The present inventors have carried out an extensive investigation with a view toward achieving the above object. As a result, it has been found that a formed finely-porous or non-porous resin article having vital tissue-blocking ability and a formed porous resin article having vital tissue-penetrating ability are composited, and at this time, a part of the formed porous resin article is exposed so as to permit penetration of a vital tissue into the exposed part, whereby inflammation caused by the hypertrophy of a cicatricial tissue and the retention of a humor at an implanted site and its surrounding site can markedly inhibited while substantially retaining the vital tissue-blocking ability.

The intracorporeally implanting material according to the present invention substantially has the vital tissue-blocking ability as a whole. However, the formed porous resin article having a pore size that a vital tissue can be penetrated is exposed from a part thereof, whereby the implanted site and its surrounding cured tissue can freely penetrates into the exposed part to be integrated and fixed, thereby greatly reducing the inflammation caused by the hypertrophy of the cicatricial tissue and the retention of the humor. In addition, since the intracorporeally implanting material according to the present invention is a composited material, the properties of the respected formed resin articles composited can be controlled, whereby balance between flexibility and strength can also be controlled. The present invention has been led to completion on the basis of these findings.

According to the present invention, there is provided an intracorporeally implanting material comprising a composite body of a formed finely-porous or non-porous resin article (A), which is finely-porous, the pore diameter of which is smaller than 0.45 μm, or is non-porous and has vital tissue-blocking ability and a formed porous resin article (B), which is porous, the pore diameter of which is not smaller than 0.45 μm, and has vital tissue-penetrating ability, wherein the material has a structure that a part of the formed porous resin article (B) is exposed, and a vital tissue can be penetrated into the exposed part.

BRIEF DESCRIPTION OF THE DRAWINGS

FIG. 1 is a front view illustrating an exemplary intracorporeally implanting material according to the present invention.

FIG. 2 is a cross-sectional view illustrating the exemplary intracorporeally implanting material according to the present invention.

FIG. 3 schematically illustrates another exemplary intracorporeally implanting material according to the present invention, in which FIG. 3(a) illustrates a member A cut out into a frame form, FIG. 3(b) illustrates a member B cut out into a rectangular form, and FIG. 3(c) illustrates a laminated structure.

BEST MODE FOR CARRYING OUT THE INVENTION

Materials of the formed finely-porous or non-porous resin article (A) and formed porous resin article (B) used in the present invention may be suitably selected from a fluorocarbon resin, a polyester resin, polypropylene, polyethylene, a polyamide resin and the like.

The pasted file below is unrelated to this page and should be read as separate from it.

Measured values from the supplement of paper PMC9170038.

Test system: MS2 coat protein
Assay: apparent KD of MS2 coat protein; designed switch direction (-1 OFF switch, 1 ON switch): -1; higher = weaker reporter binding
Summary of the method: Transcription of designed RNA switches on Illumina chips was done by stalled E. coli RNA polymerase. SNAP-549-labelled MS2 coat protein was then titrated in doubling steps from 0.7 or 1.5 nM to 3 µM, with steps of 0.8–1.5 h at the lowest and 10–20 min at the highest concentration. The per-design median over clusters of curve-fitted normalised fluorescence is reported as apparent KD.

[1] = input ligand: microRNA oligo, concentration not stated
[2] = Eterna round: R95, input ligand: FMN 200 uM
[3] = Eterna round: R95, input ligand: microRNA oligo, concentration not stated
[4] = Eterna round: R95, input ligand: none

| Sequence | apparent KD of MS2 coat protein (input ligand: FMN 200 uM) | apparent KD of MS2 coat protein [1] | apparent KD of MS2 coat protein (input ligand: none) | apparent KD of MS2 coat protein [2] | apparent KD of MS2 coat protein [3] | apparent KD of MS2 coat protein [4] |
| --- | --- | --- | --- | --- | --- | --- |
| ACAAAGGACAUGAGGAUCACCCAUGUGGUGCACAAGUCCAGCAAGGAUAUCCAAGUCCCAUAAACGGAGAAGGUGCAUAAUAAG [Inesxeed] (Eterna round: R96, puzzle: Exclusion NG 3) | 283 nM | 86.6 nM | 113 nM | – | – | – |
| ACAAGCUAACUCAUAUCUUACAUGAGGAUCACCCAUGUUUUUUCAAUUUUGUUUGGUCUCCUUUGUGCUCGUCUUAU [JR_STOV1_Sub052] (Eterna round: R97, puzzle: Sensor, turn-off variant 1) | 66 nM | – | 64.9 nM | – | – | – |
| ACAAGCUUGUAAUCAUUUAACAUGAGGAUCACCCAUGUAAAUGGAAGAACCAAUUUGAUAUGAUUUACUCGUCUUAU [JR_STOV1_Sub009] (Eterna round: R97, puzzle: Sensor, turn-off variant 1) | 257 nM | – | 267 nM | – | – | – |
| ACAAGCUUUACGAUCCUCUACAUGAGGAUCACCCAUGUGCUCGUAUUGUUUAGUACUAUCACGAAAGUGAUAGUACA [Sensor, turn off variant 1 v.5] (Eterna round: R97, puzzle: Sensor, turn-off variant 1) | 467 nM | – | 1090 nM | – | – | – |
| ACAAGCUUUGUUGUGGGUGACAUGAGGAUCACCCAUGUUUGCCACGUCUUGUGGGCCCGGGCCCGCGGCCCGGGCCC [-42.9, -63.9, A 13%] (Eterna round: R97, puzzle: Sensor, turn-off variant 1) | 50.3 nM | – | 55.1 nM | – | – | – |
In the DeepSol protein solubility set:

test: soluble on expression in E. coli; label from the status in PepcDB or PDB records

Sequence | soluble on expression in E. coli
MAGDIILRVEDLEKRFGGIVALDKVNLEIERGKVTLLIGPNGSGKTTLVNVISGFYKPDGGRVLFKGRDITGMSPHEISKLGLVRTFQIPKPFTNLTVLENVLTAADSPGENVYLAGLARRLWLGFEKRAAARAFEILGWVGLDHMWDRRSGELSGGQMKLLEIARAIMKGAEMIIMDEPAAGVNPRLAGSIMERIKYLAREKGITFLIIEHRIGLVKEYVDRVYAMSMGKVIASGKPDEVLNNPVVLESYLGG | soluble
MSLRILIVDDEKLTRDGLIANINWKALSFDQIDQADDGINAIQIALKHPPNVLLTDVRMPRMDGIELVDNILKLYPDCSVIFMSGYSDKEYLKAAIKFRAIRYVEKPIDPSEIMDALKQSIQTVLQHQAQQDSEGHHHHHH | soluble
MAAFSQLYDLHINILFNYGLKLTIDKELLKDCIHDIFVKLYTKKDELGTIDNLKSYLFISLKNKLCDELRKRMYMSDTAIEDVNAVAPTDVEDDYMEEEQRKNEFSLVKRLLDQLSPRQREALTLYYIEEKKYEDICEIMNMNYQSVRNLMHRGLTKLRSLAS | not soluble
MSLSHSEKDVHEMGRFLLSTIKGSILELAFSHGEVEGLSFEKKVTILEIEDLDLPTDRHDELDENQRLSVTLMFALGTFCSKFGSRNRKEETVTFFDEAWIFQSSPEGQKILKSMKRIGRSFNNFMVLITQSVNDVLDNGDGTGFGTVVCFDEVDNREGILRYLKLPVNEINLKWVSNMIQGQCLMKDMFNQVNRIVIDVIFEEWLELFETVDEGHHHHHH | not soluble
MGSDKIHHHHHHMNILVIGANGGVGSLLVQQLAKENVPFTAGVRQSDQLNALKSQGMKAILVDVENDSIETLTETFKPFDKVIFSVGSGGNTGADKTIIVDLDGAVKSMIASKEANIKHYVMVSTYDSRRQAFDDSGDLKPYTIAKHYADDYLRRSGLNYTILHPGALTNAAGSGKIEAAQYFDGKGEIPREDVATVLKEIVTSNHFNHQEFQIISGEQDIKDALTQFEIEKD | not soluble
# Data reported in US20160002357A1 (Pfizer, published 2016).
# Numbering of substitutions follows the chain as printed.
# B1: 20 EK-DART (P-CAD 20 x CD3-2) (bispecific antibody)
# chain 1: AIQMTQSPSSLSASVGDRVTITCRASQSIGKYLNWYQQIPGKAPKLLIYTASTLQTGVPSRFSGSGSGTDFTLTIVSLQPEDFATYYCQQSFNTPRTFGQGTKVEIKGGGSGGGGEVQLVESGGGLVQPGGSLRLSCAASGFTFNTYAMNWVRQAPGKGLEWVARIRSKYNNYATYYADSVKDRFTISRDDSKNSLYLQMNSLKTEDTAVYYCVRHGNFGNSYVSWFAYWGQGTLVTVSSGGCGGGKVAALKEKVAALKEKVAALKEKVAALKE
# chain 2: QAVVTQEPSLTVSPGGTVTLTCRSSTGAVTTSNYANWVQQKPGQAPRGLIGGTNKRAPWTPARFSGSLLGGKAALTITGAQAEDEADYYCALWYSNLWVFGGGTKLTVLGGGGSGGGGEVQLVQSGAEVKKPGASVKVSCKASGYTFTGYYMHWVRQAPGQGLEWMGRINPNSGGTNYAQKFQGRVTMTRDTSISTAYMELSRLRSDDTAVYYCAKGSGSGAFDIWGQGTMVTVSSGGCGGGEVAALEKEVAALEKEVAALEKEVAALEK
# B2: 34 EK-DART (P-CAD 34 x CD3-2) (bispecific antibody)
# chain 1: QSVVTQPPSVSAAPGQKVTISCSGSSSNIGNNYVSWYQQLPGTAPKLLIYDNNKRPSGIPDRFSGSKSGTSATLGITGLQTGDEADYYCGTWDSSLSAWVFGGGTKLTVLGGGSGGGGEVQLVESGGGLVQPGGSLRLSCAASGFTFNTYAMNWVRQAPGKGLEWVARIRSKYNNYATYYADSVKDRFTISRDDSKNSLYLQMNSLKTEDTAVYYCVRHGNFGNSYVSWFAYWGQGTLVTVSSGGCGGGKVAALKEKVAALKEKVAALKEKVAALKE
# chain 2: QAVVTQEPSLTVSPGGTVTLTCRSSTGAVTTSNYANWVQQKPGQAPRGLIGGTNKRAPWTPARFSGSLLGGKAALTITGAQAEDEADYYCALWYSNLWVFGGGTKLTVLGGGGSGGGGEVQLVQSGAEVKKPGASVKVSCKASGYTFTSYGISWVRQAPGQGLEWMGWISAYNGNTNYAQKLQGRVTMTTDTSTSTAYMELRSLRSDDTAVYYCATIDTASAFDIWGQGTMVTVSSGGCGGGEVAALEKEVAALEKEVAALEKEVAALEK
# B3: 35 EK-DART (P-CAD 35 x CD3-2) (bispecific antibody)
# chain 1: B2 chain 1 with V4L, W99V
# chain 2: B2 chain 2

Among these resin materials, fluorocarbon resins such as polytetrafluoroethylene (PTFE), tetrafluoroethylene-hexafluoropropylene copolymers (FEPs), tetrafluoroethylene-perfluoroalkyl vinyl ether copolymers (PFAs), polyvinylidene fluoride resins and tetrafluoroethylene-ethylene copolymers (ETFEs) are preferred. Among the fluorocarbon resins, PTFE is preferred because they have properties such as chemical stability, non-toxicity to a vital body, non-degradability and antithrombogenicity. PTFE is preferably used in the form of a formed non-porous resin article or porous expanded PTFE body.

The formed non-porous resin article can be produced by ordinary extrusion or the like. In order to produce the formed non-porous PTFE article, a mixture of unsintered PTFE powder (fine powder for paste extrusion) and a lubricant (for example, solvent naphtha, petroleum or the like) is compressed in a cylinder to perform it into a columnar form, and the resultant perform (billet) is then poured into an extrusion cylinder and pressurized by a ram to extrude it through a die, thereby producing an extruded article in the form of a sheet or rod. In order to obtain the sheet-like extruded article, a T-die is connected to the tip of the extrusion cylinder, and a die opened in a circular form is used to obtain the rod-like extruded article.

The sheet-like or rod-like extruded article obtained in the extrusion step is rolled by means of a rolling mill such as a roll or press before the lubricant is vaporized out to produce a rolled sheet having a predetermined thickness. After the lubricant is removed, the rolled sheet is heated to a temperature not lower than a melting point (327° C.) of PTFE in a fixed state, whereby a sheet-like formed non-porous PTFE article can be obtained.

The formed finely-porous or porous resin article is preferably produced by a stretching process. A porous expanded PTFE body is most preferred from the viewpoint of biological safety. Therefore, a production process of the formed porous resin article by the stretching process is described taking the porous expanded PTFE body as an example.